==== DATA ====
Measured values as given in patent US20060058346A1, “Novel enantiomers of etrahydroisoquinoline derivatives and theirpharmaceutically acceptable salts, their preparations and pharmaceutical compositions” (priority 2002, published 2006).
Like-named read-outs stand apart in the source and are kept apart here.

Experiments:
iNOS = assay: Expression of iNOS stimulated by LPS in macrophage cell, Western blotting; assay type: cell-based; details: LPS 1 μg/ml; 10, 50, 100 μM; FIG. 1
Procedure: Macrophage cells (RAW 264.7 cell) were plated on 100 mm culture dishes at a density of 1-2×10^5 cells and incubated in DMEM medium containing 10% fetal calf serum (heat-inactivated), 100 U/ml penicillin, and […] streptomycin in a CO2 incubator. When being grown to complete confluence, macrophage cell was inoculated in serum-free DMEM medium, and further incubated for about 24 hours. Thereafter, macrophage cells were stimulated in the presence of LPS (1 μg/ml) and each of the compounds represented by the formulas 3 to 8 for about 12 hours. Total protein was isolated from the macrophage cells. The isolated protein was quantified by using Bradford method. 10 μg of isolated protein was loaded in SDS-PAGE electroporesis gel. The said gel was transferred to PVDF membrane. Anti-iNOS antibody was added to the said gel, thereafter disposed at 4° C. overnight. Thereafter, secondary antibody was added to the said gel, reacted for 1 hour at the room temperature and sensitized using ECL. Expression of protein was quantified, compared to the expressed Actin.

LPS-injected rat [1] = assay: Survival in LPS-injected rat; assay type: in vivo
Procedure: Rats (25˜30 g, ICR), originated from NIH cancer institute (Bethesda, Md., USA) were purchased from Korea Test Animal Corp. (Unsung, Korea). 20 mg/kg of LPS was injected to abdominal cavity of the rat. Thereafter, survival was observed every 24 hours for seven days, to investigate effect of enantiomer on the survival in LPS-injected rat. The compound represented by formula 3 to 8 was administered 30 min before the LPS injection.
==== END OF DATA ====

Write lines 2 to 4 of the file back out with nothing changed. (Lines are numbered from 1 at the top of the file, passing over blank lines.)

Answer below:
Like-named read-outs stand apart in the source and are kept apart here.

Experiments:
iNOS = assay: Expression of iNOS stimulated by LPS in macrophage cell, Western blotting; assay type: cell-based; details: LPS 1 μg/ml; 10, 50, 100 μM; FIG. 1